DELI MAN: 3 ½ STARS. “matzo-ball soup, kreplach and pastrami.”
There was a time when there were Jewish delis on almost every street corner in New York. As richly textured as the matzo-ball soup, kreplach and pastrami may have been, they didn’t just provide nourishment for the body, but for the soul as well. These days with fewer than 150 left in the United States director Erik Anjou set out to preserve the culture in a documentary called “Deli Man.”
There are many deli men profiled in the doc, including Canada’s own Zane Caplansky, but the focus is on third-generation deliteur (my word, not his) Ziggy Gruber. He’s a New Yorker through and through who grew up learning at the elbow of his father and grandfather. The twist is that his deli, one of the best in the US, isn’t in NYC but Houston, Texas. Gregarious and passionate about the food, Gruber is an evangelist for the deli tradition and a convincing one. He’s a living testament to the deli rules of buy good food, prepare it well and always be a mensch.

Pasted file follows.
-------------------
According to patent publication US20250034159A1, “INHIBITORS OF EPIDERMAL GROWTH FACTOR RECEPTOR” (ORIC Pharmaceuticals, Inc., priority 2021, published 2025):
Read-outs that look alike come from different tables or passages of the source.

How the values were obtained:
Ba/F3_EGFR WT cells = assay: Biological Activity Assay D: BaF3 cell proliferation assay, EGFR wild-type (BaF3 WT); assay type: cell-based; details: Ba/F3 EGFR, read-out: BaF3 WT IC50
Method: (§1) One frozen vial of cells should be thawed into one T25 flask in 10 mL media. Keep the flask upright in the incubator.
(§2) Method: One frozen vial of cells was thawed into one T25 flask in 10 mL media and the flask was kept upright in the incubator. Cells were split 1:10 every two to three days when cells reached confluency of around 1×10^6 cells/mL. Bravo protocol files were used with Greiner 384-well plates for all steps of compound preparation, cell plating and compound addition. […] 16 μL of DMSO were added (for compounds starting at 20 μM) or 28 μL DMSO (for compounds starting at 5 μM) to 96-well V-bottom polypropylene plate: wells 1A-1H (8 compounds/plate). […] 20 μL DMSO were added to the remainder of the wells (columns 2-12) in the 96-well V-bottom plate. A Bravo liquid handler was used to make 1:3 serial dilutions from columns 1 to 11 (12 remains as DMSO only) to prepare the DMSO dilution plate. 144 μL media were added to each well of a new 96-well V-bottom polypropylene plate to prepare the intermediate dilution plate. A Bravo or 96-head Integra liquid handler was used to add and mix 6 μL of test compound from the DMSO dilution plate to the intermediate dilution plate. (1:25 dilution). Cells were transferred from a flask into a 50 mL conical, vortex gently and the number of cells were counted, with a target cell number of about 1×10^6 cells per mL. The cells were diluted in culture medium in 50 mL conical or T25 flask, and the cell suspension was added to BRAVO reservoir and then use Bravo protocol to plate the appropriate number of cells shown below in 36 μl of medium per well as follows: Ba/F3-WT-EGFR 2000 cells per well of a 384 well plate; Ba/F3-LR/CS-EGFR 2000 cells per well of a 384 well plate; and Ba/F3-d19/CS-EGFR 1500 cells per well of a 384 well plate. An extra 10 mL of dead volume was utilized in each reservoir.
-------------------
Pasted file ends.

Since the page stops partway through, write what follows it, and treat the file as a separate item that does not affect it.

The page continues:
Legendary deli’s like NYC’s Katz’s, 2nd Avenue Deli, Carnegie, the Stage and Los Angeles’s Nate ‘n Al’s round out the picture of a cultural tradition that is about so much more than just food. A visit to Montreal’s fabled Schwartz’s Deli would have been the pickle on top, but as it is “Deli Man” is a delicious look at how delis have influenced not only what we eat, but why we eat it.